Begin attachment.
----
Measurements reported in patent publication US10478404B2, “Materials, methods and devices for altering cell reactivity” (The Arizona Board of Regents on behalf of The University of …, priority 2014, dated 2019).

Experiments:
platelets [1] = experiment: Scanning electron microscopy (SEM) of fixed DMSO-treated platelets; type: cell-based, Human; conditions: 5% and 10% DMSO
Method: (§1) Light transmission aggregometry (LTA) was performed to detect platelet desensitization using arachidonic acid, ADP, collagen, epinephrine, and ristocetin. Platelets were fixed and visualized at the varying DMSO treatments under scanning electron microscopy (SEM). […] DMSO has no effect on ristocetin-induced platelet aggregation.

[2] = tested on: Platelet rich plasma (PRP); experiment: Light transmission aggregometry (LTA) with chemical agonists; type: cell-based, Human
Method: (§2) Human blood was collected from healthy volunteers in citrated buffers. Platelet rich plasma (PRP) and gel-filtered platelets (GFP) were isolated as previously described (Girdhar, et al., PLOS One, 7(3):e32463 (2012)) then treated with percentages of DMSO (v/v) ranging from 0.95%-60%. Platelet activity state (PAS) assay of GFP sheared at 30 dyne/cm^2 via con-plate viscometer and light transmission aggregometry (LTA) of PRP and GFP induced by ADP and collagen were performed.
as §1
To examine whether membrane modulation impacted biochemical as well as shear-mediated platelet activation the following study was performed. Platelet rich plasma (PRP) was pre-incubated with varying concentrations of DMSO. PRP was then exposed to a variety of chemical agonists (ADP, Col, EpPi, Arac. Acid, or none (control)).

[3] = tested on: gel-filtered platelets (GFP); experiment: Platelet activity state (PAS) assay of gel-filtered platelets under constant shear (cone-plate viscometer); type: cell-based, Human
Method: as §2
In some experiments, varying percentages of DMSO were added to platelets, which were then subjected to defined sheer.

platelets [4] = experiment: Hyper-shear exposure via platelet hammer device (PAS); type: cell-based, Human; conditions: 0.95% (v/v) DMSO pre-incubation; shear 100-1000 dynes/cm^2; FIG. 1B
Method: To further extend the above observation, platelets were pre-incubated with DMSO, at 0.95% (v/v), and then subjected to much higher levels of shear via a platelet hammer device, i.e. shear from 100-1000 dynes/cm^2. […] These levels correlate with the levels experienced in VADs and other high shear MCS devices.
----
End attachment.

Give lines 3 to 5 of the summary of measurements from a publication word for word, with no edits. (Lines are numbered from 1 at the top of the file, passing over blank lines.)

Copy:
platelets [1] = experiment: Scanning electron microscopy (SEM) of fixed DMSO-treated platelets; type: cell-based, Human; conditions: 5% and 10% DMSO
Method: (§1) Light transmission aggregometry (LTA) was performed to detect platelet desensitization using arachidonic acid, ADP, collagen, epinephrine, and ristocetin. Platelets were fixed and visualized at the varying DMSO treatments under scanning electron microscopy (SEM). […] DMSO has no effect on ristocetin-induced platelet aggregation.

[2] = tested on: Platelet rich plasma (PRP); experiment: Light transmission aggregometry (LTA) with chemical agonists; type: cell-based, Human